Morality, Racism and the Check Box

California has a new governor, but the election showed that the Golden State still hasn’t learned how to get over the issue of racism. Lt. Governor Cruz Bustamante, commenting on the defeat of Proposition 54, said, “Finally California is saying no more wedge politics.” Of course, Bustamante could be expected to make such a statement. He is, after all, a man who purportedly believes that California rightfully belongs to Mexico. To him, racism is when a “person of color” doesn’t get what they want. When a “white” student is pushed out of a university to make way for someone less qualified, that’s a non-issue.

 

Meanwhile, in the wake of my last column on Proposition 54, I was asked to comment on the morality of forcing someone to declare a racial or cultural identity by checking a box on a college application, school census card, etc. One of the more odious of these regulations, in my opinion, covers real estate financing. If the applicant declines to state their race, the loan officer must check a box for them “to the best of his or her ability to determine” the applicant’s racial background. Consider Tiger Woods. I doubt that any box would cover his background, leaving the loan officer with an impossible problem. Fortunately for Tiger, his success as a golfer probably makes it unnecessary for him to apply for a loan, but that’s not the case for everyone.

 

 
Morality is a necessary part of this discussion. Abolitionism, the precursor of the civil rights movement, was a moral crusade to those involved. Harriet Beecher Stowe, for one, questioned the morality of families being torn apart, children separated from loving parents, and husbands from wives, only because they were “chattel.” It should be noted that this did not only happen in the South; most of the northern states allowed slavery at one time. While emancipation ended slavery, there were still lingering aftereffects. Despite this, integration occurred, and inexorably the tide toward universal recognition of people on their merits began.  Dr. King’s dream was, in large part, inevitable. The only thing truly holding it back today is politics.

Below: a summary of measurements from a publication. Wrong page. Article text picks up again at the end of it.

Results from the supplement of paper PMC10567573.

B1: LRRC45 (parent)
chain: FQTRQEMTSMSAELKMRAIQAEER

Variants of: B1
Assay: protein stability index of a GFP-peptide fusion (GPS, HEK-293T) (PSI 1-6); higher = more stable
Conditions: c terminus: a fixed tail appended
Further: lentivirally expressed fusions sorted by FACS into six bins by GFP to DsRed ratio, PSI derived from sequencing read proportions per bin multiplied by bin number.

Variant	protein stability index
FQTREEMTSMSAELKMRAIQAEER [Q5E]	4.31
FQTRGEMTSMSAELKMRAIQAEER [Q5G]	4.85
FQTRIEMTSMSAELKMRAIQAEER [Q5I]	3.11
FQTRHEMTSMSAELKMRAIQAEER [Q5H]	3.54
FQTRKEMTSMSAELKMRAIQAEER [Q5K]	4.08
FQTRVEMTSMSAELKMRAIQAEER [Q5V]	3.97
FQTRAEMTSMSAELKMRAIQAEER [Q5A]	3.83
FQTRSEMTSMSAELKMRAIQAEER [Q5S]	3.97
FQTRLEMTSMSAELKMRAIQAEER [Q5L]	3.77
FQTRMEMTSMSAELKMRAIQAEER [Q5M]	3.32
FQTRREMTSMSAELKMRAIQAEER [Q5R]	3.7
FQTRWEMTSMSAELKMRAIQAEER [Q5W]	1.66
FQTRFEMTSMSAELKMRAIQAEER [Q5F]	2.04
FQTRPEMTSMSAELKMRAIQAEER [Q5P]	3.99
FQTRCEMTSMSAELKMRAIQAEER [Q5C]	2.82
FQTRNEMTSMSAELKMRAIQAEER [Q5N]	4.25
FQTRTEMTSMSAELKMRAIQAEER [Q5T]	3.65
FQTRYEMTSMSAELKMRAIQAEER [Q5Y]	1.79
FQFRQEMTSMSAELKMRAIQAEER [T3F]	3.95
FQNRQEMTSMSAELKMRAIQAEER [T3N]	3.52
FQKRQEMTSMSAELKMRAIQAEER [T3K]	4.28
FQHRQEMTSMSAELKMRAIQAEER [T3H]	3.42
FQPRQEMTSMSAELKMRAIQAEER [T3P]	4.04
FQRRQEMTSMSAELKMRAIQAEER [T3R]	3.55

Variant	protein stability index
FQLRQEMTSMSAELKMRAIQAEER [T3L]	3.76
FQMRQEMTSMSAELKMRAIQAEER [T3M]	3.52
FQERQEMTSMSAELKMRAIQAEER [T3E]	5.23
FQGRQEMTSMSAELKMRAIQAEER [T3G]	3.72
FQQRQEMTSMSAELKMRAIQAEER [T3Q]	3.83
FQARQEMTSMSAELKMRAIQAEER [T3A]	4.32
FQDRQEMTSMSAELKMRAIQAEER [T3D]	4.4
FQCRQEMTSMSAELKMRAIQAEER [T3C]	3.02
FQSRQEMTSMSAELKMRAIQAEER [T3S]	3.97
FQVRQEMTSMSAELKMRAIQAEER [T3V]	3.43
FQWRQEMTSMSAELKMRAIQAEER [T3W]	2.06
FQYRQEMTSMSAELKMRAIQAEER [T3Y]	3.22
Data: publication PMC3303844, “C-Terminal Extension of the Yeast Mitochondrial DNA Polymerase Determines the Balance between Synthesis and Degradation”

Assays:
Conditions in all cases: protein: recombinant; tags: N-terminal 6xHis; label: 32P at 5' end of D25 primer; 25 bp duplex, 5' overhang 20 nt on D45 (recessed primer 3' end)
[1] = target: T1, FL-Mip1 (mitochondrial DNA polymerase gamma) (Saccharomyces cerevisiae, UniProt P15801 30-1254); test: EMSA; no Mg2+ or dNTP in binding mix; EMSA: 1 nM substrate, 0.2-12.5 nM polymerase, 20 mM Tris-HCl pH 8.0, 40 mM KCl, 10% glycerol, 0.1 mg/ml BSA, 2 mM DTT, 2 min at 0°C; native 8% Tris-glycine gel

Interestingly the biggest issue facing the American People in this venue is caused by the very phenomenon that everyone should be expecting, and accepting; people of mixed racial and ethnic backgrounds. And, it is not as simple as someone being the child of two parents of easily identified backgrounds. As one gentleman put it to me, his son was part Irish, part African, part Choctaw and part French. His son married a half Vietnamese woman. People of ancestry this mixed have been around for decades. However, as society, and in some cases the law, would have it, one has to be “Black” or “White” or “Indian.” It is likely that this gentleman might have the choice made for him, based on his appearance, as happened to Tiger Woods — before he went public to explain his ancestry to a press corps eager to heap adulation on a “black” man succeeding in a “white” sport.